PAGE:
Flashcards in 33. Pulmonary hypertension Deck (39):
normal mean pulmonary pressure
pulmonary hyperternsion: ( value)
more than 25 mmHg at rest
pulmonary hypertension results in .... (histology)
2. medial hypertrophy
3. intimal fibrosis of PuLMONARY ARTERIES
pulmonary hypertension - course
severe respiratory distress --> cyanosis and RVH --> death from decompensated cor pulmonale
classification group of pulmonary hypertension - number
classiffication group of pulmonary hypertension based on
cause and treatment options
which are the classiffication group of pulmonary hypertension
1. pulmonary arterual hypertension ( PAH)
2. PH due to left heart disease
3. PH due to lung disease or hypoxia
4. chronic thromboembolic PH
5. multifactorial PH
multifactorial pulmonary hypertensions - causes
1. hematologic disorders
2. systemic disorders
3 metabolic disorders
chronic thromboembolic pulmonary hypertension - pathophysiology
recurrent microthrombi --> decreased sectional area of pulmonary vascular bed
pulmonary hypertension due to lung disease or hypoxia - pathophysiology
1. destrcution of lung parenchyma
2. hypoxemic vasoconstriction
pulmonary hypertension due to lug disease or hypoxia - destruction of lung parenchyma example
pulmonary hypertension due to lung disease or hypoxia - hypoxemic vasoconstriction
1. obstructive sleep apnea
2. living in high altitude
pulmonary hypertension due to left heart disease - is often due to
1. systolic dysfuntion
2. diastolic dysfunction
3. valvular disease such as mitral stenosis
pulmonary arterial hypertension (PAH) - idiopathic - prognosis
pulmonary arterial hypertension - causes
3. conncective tissue disease
4. HIV infenction
5. portal hypertension'6. congenital heart disease
pulmonary arterial hypertension - diopathic - pathiohysiology
often due to inactivation mutation in BMPR2 gebe
BMPR2 gene - normal action
inhibits vascular SMCs proliferation
pulmonary arterial hypertension (PAH) also inludes
1. pulmonary venous occlusive disease
2. persisten PH of newborn
idiopathic pulmonary arterial hypertension (PAH) - special feature
pulmonary arterial hypertension (PAH) - drugs that cause it
• What is the normal pulmonary arterial pressure?
• What is the cutoff value for pulmonary hypertension?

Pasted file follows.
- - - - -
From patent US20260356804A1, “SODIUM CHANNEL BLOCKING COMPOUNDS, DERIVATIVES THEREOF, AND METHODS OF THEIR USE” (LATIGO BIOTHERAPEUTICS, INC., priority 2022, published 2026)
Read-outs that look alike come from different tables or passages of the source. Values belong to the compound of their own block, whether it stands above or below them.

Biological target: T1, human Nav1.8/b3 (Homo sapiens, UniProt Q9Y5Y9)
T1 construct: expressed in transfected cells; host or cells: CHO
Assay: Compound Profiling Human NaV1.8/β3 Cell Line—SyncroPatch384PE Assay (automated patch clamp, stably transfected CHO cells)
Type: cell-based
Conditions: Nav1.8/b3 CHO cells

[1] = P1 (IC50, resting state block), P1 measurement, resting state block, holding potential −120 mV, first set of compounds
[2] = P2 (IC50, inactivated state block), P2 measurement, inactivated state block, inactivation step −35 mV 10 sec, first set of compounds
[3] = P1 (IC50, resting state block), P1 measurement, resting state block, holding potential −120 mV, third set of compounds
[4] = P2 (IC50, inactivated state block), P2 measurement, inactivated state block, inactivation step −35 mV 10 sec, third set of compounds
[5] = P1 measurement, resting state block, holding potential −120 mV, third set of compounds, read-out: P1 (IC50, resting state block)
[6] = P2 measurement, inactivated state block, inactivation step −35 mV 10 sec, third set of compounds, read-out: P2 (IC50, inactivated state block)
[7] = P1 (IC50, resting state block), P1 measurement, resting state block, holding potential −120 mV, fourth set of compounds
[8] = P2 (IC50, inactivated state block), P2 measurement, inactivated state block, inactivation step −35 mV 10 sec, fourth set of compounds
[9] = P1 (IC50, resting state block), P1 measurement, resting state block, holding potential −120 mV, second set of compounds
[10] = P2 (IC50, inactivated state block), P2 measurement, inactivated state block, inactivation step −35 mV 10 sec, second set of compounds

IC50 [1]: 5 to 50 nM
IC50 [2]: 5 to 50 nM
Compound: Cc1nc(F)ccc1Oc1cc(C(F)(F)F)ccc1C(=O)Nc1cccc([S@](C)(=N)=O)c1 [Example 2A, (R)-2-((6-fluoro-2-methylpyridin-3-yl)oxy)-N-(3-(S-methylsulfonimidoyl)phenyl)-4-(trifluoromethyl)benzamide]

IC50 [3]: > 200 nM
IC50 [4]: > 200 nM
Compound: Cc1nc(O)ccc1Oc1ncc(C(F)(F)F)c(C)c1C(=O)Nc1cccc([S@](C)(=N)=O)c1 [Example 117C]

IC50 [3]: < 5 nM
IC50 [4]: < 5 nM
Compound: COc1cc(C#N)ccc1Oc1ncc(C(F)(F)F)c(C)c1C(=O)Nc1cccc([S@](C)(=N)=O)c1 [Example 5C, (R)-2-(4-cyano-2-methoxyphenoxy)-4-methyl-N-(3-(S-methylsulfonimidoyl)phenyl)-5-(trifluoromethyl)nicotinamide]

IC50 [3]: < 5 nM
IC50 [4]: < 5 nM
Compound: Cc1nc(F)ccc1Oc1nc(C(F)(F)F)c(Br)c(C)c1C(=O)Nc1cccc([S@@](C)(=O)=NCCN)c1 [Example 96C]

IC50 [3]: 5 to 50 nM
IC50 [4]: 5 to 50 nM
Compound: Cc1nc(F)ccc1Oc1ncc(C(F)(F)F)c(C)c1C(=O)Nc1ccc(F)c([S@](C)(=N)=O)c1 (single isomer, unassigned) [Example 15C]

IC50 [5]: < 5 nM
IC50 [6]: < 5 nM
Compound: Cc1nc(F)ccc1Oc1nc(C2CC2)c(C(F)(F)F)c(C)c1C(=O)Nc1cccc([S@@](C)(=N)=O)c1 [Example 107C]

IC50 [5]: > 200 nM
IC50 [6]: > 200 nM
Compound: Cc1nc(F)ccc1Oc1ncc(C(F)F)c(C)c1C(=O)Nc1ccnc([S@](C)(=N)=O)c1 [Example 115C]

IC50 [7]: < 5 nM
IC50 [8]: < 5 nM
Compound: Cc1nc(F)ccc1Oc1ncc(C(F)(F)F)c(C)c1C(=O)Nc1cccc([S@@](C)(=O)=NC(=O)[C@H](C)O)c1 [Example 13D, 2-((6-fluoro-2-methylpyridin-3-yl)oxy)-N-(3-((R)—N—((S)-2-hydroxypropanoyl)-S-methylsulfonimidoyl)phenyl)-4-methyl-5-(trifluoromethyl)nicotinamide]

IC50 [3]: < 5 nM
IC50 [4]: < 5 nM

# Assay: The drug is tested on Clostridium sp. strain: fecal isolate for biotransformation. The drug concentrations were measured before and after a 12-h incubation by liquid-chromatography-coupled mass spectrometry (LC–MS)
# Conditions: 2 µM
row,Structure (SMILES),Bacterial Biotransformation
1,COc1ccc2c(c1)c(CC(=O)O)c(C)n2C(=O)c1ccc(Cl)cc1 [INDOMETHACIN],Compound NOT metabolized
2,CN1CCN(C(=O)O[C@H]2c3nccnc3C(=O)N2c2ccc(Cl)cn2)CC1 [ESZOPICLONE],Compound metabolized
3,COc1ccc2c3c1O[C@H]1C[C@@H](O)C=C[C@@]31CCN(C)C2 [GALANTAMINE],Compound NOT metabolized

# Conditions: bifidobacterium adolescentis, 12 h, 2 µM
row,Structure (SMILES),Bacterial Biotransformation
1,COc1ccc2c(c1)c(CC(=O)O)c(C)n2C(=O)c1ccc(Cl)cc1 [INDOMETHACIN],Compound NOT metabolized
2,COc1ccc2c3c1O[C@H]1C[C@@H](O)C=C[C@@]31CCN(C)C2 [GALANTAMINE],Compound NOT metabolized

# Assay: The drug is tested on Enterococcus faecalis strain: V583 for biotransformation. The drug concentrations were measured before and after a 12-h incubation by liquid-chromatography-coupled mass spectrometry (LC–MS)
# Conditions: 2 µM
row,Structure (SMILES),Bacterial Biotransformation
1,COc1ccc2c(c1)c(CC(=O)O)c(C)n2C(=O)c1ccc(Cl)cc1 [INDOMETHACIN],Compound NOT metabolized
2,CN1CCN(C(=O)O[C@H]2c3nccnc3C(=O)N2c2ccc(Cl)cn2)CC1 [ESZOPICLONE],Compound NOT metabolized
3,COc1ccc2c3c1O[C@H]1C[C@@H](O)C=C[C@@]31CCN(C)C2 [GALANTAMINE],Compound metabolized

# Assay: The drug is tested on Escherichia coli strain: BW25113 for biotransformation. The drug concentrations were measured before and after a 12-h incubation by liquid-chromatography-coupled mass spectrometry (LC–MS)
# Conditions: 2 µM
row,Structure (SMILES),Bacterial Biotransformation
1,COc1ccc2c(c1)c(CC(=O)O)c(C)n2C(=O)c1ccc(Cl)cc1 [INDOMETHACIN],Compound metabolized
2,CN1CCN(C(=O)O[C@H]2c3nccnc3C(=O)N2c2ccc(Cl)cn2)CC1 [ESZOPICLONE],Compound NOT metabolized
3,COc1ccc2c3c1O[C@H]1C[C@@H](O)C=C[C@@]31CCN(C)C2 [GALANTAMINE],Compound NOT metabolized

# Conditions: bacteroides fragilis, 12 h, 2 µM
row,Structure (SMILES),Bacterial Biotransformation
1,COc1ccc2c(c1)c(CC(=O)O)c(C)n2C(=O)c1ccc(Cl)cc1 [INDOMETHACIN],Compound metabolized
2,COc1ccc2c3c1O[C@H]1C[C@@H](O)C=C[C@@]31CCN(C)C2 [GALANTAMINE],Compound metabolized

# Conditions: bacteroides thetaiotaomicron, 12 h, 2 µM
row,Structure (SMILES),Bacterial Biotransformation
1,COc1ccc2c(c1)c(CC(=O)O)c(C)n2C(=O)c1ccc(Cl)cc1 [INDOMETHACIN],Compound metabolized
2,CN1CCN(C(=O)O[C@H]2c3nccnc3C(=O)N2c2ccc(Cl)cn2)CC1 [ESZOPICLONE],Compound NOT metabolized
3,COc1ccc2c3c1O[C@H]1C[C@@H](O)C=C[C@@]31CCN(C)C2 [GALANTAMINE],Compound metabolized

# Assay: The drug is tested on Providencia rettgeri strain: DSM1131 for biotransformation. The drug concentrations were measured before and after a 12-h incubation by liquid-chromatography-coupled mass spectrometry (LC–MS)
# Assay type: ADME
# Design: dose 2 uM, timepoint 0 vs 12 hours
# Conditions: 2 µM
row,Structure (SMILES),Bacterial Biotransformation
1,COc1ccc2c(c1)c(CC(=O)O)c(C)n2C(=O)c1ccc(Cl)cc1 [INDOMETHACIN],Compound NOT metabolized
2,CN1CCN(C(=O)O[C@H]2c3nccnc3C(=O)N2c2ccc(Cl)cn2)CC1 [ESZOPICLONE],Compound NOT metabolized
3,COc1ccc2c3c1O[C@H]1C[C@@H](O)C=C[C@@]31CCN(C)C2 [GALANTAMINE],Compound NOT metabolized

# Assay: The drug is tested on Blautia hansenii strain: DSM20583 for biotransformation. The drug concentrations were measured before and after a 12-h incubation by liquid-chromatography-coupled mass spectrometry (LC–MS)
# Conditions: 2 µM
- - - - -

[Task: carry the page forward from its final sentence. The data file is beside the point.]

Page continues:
≥25 mmHg during rest
• What three pathologic changes in the vasculature are caused by pulmonary hypertension?
Medial hypertrophy, arteriosclerosis, and intimal fibrosis of the pulmonary arteries
• A man is diagnosed with pulmonary hypertension. What undesirable outcome is possible when he finds himself in severe respiratory distress?
Cyanosis and RVH, followed by death from cor pulmonale that is decompensated
• A patient with pulmonary hypertension is lost to follow up. Is he at risk for sequelae from his untreated pulmonary hypertension?
Yes (severe respiratory distress causing right ventricular hypertrophy and cyanosis, resulting in decompensated cor pulmonale and death)
• Name the five classification groups of pulmonary hypertension.
Pulmonary arterial hypertension, chronic thromboembolic PH, PH from left heart disease, PH from lung disease/hypoxia, and multifactorial
• Hereditary pulmonary arterial hypertension is caused by what?
An inactivating mutation in the BMPR2 gene, which normally inhibits vascular smooth muscle proliferation
• What is the prognosis for a patient diagnosed with pulmonary arterial hypertension?
• Name conditions that cause pulmonary arterial hypertension.
Persistent newborn HTN, pulmonic vein occlusion, HIV, schistosomiasis, drugs, connective tissue disease, portal HTN, congenital heart issues
• A patient with narcolepsy is prescribed amphetamines. What pulmonary side effect would you watch out for? Which other drug has this effect?
Pulmonary arterial hypertension; cocaine
• What are some of the potential causes of secondary pulmonary hypertension?
COPD, systolic/diastolic issues, mitral stenosis, recurrent microthrombi, sleep apnea, high altitudes, hematologic/metabolic/systemic illness
• Name conditions of the heart that can lead to pulmonary hypertension.
Systolic or diastolic dysfunction, valvular disease (e.g., mitral stenosis)
• A patient has mitral stenosis. How might this pathology ultimately cause pulmonary hypertension?
Increased resistance to flow in the left heart causes backup of pressure from the left atrium into the pulmonary vasculature
• Name primary conditions of the lungs that lead to pulmonary hypertension.
Lung parenchyma destruction (e.g., COPD), hypoxemic vasoconstriction (e.g., living in high altitudes, sleep apnea)
• A patient has chronic obstructive pulmonary disease (COPD). How might this pathology ultimately lead to pulmonary hypertension?
By the destruction of lung parenchyma, and subsequent vasoconstriction due to hypoxia
• How does obstructive sleep apnea or living at high altitudes cause pulmonary hypertension?
Obstructive sleep apnea and living at high altitudes cause hypoxia, which in turn causes pulmonary vasoconstriction
• A cancer patient has recurrent microthrombi and is repeatedly in the hospital. Could this cause him to develop pulmonary hypertension?
Yes (pressures increase because the emboli decrease the total cross-sectional area of the pulmonary vascular bed)
• Hematologic, metabolic, and systemic disorders cause what type of pulmonary hypertension?